Heidelberg, 13 March 2017 Futures: Brain evolution As part of a series marking the tenth anniversary of the European Research Council, ERC grantee Detlev Arendt shares his vision for the next ten years. “I want to know how the brain evolved. It’s a process that can be traced back to simple organisms like sponges, which don’t have a nervous system but – intriguingly – have many of the components for building one. From those beginnings, how did we end up with the network of billions of neurons that make up the human brain?”
Heidelberg, 13 March 2017 Futures: Genome regulation As part of a series marking the tenth anniversary of the European Research Council, ERC grantee Eileen Furlong shares her vision for the next ten years. “I’m fascinated by the question of how the genome is regulated in a developing embryo. We know that a large part of our genome is involved in regulating gene activity, and differences in this activity are crucial in determining the way cells develop into different cell types, ultimately forming the diverse range of tissues in our body. It’s a complex process but errors are surprisingly rare, so we’d like to understand how this regulation of embryonic genes can be so precise.”
Heidelberg, 9 March 2017 Cell division offers hope in fighting antibiotic resistance Growing levels of antibiotic resistance pose a serious threat to global public health and scientists are racing to find novel ways to tackle bacterial infections. A recent study by Orsolya Barabas' lab, on how bacteria untangle their chromosomes during division, offers hope for developing new antibacterial treatments. Most bacteria have a protein that cuts any DNA tangled during cell division and sticks it back together as two distinct daughter chromosomes. In a study published in eLife, the EMBL scientists discovered that this protein doesn’t start cutting as soon as it binds to DNA. First, another protein has to activate it by changing its shape. This means one could look at designing drugs to interfere with that activation process.
Hinxton, 8 March 2017 Women in science: Glass half full? The Wellcome Genome Campus 2017 Sex in Science programme kicked off with a talk by Ottoline Leyser, Director of the Sainsbury Laboratory and Professor of Plant Development at the University of Cambridge. Frustrated by what she saw as pessimistic attitudes to those who have children during their science careers, Leyser collated a collection of inspiring short stories called Mothers in Science – 64 Ways to Have it All. And her key messages to the audience echoed this sentiment.
Hinxton, 6 March 2017 Fresh insight into how immune cells fight malaria The immune system is extremely complex. It responds to disease by developing many specific types of immune cells – some that fight and some that observe and remember. A joint study by the European Bioinformatics Institute (EMBL-EBI), the Wellcome Trust Sanger Institute and QIMR Berghofer Medical Research Institute, Australia, reveals for the first time how immature immune ‘T’ cells in mice choose which skill they will develop to fight malaria infection.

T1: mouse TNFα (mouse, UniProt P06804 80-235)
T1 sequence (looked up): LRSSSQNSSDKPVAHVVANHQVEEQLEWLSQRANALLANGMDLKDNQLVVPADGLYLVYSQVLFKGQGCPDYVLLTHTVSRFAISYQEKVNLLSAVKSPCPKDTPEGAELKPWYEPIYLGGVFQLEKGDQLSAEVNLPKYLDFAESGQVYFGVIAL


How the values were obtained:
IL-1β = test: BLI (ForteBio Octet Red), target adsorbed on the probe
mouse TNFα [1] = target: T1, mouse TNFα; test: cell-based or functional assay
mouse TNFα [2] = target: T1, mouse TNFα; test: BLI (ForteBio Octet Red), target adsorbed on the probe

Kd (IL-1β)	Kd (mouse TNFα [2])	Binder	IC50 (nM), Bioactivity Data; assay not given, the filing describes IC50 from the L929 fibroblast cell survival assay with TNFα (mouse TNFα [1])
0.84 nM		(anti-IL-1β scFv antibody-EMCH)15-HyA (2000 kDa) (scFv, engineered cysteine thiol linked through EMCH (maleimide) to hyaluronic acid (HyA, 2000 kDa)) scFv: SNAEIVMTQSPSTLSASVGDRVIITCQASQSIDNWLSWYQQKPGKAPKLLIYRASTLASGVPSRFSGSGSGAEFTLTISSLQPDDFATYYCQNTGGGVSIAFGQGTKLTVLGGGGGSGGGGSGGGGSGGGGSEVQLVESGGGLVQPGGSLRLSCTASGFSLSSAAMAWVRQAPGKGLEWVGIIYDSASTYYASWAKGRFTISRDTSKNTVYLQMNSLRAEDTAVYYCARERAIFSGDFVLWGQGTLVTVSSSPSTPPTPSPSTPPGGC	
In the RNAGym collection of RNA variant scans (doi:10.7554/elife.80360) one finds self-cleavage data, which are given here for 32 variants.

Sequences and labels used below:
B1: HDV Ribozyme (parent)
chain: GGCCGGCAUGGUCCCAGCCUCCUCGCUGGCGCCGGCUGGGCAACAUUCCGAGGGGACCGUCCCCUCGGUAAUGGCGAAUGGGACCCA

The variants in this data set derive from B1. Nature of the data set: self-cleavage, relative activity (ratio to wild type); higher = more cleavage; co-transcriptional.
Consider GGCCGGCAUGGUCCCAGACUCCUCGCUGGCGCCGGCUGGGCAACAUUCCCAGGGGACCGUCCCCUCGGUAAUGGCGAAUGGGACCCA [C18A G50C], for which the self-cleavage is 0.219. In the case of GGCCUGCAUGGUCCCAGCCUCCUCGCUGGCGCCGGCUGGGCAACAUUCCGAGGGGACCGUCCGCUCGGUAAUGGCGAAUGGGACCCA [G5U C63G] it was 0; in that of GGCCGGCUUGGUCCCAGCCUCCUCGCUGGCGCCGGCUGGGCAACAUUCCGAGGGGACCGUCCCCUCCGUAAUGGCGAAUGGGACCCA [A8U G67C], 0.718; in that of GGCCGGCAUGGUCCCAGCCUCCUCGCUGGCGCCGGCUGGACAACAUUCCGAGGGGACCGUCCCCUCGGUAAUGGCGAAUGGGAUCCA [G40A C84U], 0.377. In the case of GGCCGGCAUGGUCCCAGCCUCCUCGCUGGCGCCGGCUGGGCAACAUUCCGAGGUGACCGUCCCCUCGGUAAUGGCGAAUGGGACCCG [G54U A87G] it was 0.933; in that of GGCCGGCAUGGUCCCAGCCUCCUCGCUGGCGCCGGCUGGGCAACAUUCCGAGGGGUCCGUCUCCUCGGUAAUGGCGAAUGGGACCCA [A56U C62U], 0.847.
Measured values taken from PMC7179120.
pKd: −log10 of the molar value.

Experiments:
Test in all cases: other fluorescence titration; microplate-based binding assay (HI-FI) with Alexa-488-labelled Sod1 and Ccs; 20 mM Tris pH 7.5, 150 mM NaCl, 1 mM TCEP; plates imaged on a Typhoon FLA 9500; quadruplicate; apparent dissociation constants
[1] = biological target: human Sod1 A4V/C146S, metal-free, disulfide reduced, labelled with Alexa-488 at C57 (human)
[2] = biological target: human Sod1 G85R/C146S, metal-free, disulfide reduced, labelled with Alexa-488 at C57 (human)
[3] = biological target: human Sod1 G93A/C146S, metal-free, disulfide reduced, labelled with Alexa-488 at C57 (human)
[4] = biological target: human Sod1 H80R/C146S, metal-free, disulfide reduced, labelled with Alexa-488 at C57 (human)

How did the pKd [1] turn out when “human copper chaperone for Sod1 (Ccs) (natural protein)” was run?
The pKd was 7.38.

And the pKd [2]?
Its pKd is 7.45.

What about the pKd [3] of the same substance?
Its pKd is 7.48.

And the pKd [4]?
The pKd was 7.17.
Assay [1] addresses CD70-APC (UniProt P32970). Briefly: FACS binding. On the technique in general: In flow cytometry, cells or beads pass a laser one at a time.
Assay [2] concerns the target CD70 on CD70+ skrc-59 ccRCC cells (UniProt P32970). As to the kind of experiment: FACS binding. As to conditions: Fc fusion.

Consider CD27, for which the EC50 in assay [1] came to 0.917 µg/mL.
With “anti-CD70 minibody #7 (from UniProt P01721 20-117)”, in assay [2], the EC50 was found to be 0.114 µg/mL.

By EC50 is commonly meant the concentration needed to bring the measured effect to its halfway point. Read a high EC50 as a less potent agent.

Heidelberg, 6 March 2017 Unlocking the secrets of nuclear movements EMBL’s François Nédélec believes computer modelling can play a key role in making sense of large amounts of biological data. A new study published in Molecular Biology of the Cell shows the power of this approach. Based on the analysis of raw data collected by many different researchers, Nédélec’s group constructed a computer model of the simple fungus Ashbya gossypii, which has cells containing many nuclei.
General, 6 March 2017 Pathways: Life science investment “I came out of the lab and all of a sudden I was responsible for business development,” says Joep Muijrers. Muijrers is a former PhD student at EMBL’s Heidelberg site and now an investor in life science companies. “You find yourself in the middle of it and you learn as you go.” Jumping into a situation and teaching yourself what you need is something that many scientists will be familiar with. It’s easy to think of science and business as separate worlds, but Muijrers points to many skills that are common to both.
Heidelberg, 2 March 2017 Metabolism matters Life requires energy. The strategy a cell uses to obtain that energy can influence not only how fast it multiplies but also a variety of other processes, like which of its genes are turned on. This process – called metabolism – is challenging to track in time and space, so it has not been studied much in developing embryos. Alexander Aulehla shares how, in work published this week in Developmental Cell, his lab is starting to fill that gap.
General, 28 February 2017 SESAME: a light in the desert In the desert 30 km northwest of Jordan’s capital Amman, a sparkling new light source will soon open for business. SESAME – the Middle East’s first synchrotron – will enable researchers from across the region to explore the structural and chemical makeup of everything from metals to biological tissue. The first electrons were sent flying around the 133-metre ring in January and after 20 years of lobbying, training and construction work, SESAME is now gearing up to do great science. EMBL alumna Zehra Sayers, a biophysicist who chairs SESAME’s Scientific Advisory Committee has been a key driver of SESAME’s development.